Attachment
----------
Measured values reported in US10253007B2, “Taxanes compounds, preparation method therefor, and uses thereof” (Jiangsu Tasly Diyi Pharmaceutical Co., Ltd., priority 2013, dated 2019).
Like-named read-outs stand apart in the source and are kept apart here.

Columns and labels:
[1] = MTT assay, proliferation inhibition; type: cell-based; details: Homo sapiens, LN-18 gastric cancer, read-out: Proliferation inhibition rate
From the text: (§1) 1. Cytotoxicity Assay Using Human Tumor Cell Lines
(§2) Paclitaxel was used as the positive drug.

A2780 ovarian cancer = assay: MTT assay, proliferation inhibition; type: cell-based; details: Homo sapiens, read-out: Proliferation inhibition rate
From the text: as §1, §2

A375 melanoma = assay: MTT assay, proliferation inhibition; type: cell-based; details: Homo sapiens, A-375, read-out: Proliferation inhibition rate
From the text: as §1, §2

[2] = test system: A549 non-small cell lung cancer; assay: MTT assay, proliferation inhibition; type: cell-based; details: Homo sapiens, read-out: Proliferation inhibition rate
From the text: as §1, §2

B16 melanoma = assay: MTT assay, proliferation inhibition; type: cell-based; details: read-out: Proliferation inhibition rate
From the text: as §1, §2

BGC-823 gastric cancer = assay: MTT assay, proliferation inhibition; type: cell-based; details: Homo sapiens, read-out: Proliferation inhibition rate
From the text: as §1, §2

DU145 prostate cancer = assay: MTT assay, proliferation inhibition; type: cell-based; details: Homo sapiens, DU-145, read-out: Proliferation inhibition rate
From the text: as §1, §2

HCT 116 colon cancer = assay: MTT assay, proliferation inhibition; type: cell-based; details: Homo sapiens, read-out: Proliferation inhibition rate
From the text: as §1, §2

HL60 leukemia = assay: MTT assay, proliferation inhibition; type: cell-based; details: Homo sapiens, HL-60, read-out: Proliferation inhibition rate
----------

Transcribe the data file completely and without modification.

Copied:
Measured values reported in US10253007B2, “Taxanes compounds, preparation method therefor, and uses thereof” (Jiangsu Tasly Diyi Pharmaceutical Co., Ltd., priority 2013, dated 2019).
Like-named read-outs stand apart in the source and are kept apart here.

Columns and labels:
[1] = MTT assay, proliferation inhibition; type: cell-based; details: Homo sapiens, LN-18 gastric cancer, read-out: Proliferation inhibition rate
From the text: (§1) 1. Cytotoxicity Assay Using Human Tumor Cell Lines
(§2) Paclitaxel was used as the positive drug.

A2780 ovarian cancer = assay: MTT assay, proliferation inhibition; type: cell-based; details: Homo sapiens, read-out: Proliferation inhibition rate
From the text: as §1, §2

A375 melanoma = assay: MTT assay, proliferation inhibition; type: cell-based; details: Homo sapiens, A-375, read-out: Proliferation inhibition rate
From the text: as §1, §2

[2] = test system: A549 non-small cell lung cancer; assay: MTT assay, proliferation inhibition; type: cell-based; details: Homo sapiens, read-out: Proliferation inhibition rate
From the text: as §1, §2

B16 melanoma = assay: MTT assay, proliferation inhibition; type: cell-based; details: read-out: Proliferation inhibition rate
From the text: as §1, §2

BGC-823 gastric cancer = assay: MTT assay, proliferation inhibition; type: cell-based; details: Homo sapiens, read-out: Proliferation inhibition rate
From the text: as §1, §2

DU145 prostate cancer = assay: MTT assay, proliferation inhibition; type: cell-based; details: Homo sapiens, DU-145, read-out: Proliferation inhibition rate
From the text: as §1, §2

HCT 116 colon cancer = assay: MTT assay, proliferation inhibition; type: cell-based; details: Homo sapiens, read-out: Proliferation inhibition rate
From the text: as §1, §2

HL60 leukemia = assay: MTT assay, proliferation inhibition; type: cell-based; details: Homo sapiens, HL-60, read-out: Proliferation inhibition rate